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Complaining about it on HN ain't gonna fix your problem. Either wait for someone to fix it, pay someone to fix it now (perhaps along with other funders), fix it yourself (perhaps with a hack/workaround), use MacOS instead, use different hardware, or ignore it.



Stepping back a few feet to get a bit of perspective, it does seem like the OP is using the most common developer machine in history. Devs are historically Mac people, and are afraid of newer ones, so they hoard the 2015 MBP.

It would seem that if a developer OS was going to work correctly on any machine, ever, that would be the one, since an issue there would bug the largest possible group of people who were capable of doing something about it.

But it doesn’t. I think he has a valid point.


> Devs are historically Mac people

No, this is simply untrue. Once you step outside of the US SV and WebDev bubble, there are millions of developers writing code for on Windows and Linux for stuff that you never even heard of. Mostly because it's unsupported on Mac due to the locked down ecosystem. Obscure machine controllers and their drivers, planning software, banking software, regulatory mandated software for certifications, etc.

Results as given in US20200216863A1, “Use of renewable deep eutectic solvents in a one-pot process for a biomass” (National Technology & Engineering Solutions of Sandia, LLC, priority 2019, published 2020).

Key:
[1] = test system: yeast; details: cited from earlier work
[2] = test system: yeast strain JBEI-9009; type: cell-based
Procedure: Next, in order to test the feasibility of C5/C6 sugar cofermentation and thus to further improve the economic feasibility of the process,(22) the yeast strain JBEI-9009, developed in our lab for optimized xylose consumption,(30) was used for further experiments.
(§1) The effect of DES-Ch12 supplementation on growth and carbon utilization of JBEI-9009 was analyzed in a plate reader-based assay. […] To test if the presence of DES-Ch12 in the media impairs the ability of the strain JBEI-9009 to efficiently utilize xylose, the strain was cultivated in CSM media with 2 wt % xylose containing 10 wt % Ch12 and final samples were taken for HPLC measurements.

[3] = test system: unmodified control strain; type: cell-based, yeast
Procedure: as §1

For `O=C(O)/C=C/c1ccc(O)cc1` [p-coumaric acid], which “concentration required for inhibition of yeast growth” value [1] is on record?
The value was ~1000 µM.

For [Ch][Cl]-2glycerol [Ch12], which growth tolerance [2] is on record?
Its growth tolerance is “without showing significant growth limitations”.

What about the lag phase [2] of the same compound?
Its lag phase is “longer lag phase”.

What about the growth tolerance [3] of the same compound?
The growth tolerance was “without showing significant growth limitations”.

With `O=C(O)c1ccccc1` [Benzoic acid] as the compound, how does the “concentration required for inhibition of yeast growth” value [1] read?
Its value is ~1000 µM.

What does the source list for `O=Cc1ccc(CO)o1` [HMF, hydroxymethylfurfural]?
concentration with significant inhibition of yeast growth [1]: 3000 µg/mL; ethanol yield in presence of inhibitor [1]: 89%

It is really funny, since it wasn't too long ago since I met the first mac-developer. I wondered quite a bit about that.

I did industrial cs, so development was mostly focused on embedded devices and nobody here used a mac for anything.

Wouldn't have worked anyway, since people tend to be tinkerers. That is usually not a group using locked down environments.


My statements still stand. The fact that there are many users of the hardware simply means that there might be many potential funders of a feature like this, or that it is more likely for someone to fix the problem for free in the near future.


Indeed. But it does tend to lend more credence to the point of the person you responded to, which is "nobody is ever going to make Linux work on a computer".

You're certainly correct that that's due to a combination of nobody caring enough to pay for that to happen (and the few people who could in fact do something about it simply configuring their own personal machine to work correctly.)




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